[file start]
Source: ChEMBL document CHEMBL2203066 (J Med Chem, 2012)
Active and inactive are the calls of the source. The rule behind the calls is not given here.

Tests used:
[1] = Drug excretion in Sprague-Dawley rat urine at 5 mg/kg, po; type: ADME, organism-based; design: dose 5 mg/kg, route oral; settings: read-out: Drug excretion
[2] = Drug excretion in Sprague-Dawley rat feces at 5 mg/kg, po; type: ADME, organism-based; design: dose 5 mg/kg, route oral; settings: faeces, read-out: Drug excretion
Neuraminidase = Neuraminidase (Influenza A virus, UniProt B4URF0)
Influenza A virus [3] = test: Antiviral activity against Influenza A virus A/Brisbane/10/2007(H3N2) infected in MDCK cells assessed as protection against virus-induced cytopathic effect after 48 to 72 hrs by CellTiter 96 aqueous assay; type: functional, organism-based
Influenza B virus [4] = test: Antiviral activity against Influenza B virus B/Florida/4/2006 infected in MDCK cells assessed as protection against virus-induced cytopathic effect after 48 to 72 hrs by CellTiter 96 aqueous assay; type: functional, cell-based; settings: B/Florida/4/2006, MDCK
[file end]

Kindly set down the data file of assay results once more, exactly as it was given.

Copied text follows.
Source: ChEMBL document CHEMBL2203066 (J Med Chem, 2012)
Active and inactive are the calls of the source. The rule behind the calls is not given here.

Tests used:
[1] = Drug excretion in Sprague-Dawley rat urine at 5 mg/kg, po; type: ADME, organism-based; design: dose 5 mg/kg, route oral; settings: read-out: Drug excretion
[2] = Drug excretion in Sprague-Dawley rat feces at 5 mg/kg, po; type: ADME, organism-based; design: dose 5 mg/kg, route oral; settings: faeces, read-out: Drug excretion
Neuraminidase = Neuraminidase (Influenza A virus, UniProt B4URF0)
Influenza A virus [3] = test: Antiviral activity against Influenza A virus A/Brisbane/10/2007(H3N2) infected in MDCK cells assessed as protection against virus-induced cytopathic effect after 48 to 72 hrs by CellTiter 96 aqueous assay; type: functional, organism-based
Influenza B virus [4] = test: Antiviral activity against Influenza B virus B/Florida/4/2006 infected in MDCK cells assessed as protection against virus-induced cytopathic effect after 48 to 72 hrs by CellTiter 96 aqueous assay; type: functional, cell-based; settings: B/Florida/4/2006, MDCK